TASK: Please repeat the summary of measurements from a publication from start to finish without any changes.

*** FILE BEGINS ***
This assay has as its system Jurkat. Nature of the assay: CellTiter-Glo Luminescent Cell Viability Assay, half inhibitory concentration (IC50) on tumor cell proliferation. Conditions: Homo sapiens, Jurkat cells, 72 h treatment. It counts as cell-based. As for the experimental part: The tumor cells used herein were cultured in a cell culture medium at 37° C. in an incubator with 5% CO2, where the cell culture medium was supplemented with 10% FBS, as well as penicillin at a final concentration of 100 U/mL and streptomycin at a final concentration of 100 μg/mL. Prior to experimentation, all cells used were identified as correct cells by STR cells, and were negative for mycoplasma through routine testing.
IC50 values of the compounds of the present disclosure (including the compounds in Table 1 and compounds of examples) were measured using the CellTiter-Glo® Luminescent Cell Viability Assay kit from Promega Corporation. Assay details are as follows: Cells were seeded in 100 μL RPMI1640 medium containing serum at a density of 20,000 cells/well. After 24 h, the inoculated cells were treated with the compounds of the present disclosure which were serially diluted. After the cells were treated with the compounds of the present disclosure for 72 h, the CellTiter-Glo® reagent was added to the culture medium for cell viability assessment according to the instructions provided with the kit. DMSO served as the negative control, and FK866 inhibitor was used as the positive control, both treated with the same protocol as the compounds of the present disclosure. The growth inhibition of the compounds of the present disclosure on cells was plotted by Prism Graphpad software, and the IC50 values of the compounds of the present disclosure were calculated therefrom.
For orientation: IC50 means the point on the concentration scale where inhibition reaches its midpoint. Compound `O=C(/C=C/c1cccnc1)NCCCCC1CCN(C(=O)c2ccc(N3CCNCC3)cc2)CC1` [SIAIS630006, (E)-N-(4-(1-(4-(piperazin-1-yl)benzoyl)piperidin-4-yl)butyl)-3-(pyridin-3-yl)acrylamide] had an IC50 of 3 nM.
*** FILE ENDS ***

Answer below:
This assay has as its system Jurkat. Nature of the assay: CellTiter-Glo Luminescent Cell Viability Assay, half inhibitory concentration (IC50) on tumor cell proliferation. Conditions: Homo sapiens, Jurkat cells, 72 h treatment. It counts as cell-based. As for the experimental part: The tumor cells used herein were cultured in a cell culture medium at 37° C. in an incubator with 5% CO2, where the cell culture medium was supplemented with 10% FBS, as well as penicillin at a final concentration of 100 U/mL and streptomycin at a final concentration of 100 μg/mL. Prior to experimentation, all cells used were identified as correct cells by STR cells, and were negative for mycoplasma through routine testing.
IC50 values of the compounds of the present disclosure (including the compounds in Table 1 and compounds of examples) were measured using the CellTiter-Glo® Luminescent Cell Viability Assay kit from Promega Corporation. Assay details are as follows: Cells were seeded in 100 μL RPMI1640 medium containing serum at a density of 20,000 cells/well. After 24 h, the inoculated cells were treated with the compounds of the present disclosure which were serially diluted. After the cells were treated with the compounds of the present disclosure for 72 h, the CellTiter-Glo® reagent was added to the culture medium for cell viability assessment according to the instructions provided with the kit. DMSO served as the negative control, and FK866 inhibitor was used as the positive control, both treated with the same protocol as the compounds of the present disclosure. The growth inhibition of the compounds of the present disclosure on cells was plotted by Prism Graphpad software, and the IC50 values of the compounds of the present disclosure were calculated therefrom.
For orientation: IC50 means the point on the concentration scale where inhibition reaches its midpoint. Compound `O=C(/C=C/c1cccnc1)NCCCCC1CCN(C(=O)c2ccc(N3CCNCC3)cc2)CC1` [SIAIS630006, (E)-N-(4-(1-(4-(piperazin-1-yl)benzoyl)piperidin-4-yl)butyl)-3-(pyridin-3-yl)acrylamide] had an IC50 of 3 nM.